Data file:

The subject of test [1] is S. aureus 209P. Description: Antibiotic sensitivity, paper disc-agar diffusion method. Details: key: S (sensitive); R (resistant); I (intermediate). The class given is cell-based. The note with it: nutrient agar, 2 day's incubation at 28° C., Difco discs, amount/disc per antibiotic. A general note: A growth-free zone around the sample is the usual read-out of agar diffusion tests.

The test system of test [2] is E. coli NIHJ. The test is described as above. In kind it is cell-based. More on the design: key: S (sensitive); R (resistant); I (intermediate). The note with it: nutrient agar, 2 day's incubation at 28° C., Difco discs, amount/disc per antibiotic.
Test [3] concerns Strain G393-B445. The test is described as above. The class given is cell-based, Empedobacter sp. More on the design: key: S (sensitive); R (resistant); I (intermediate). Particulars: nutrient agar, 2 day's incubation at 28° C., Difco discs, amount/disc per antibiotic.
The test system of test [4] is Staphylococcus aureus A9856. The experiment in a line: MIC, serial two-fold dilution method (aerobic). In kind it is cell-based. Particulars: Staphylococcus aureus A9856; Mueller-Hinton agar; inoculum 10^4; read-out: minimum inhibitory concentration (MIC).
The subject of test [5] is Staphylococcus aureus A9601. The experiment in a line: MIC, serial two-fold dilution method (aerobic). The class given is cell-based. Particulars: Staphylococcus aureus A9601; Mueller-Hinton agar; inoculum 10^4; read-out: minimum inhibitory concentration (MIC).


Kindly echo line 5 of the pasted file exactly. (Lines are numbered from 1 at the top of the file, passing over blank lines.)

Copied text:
The subject of test [5] is Staphylococcus aureus A9601. The experiment in a line: MIC, serial two-fold dilution method (aerobic). The class given is cell-based. Particulars: Staphylococcus aureus A9601; Mueller-Hinton agar; inoculum 10^4; read-out: minimum inhibitory concentration (MIC).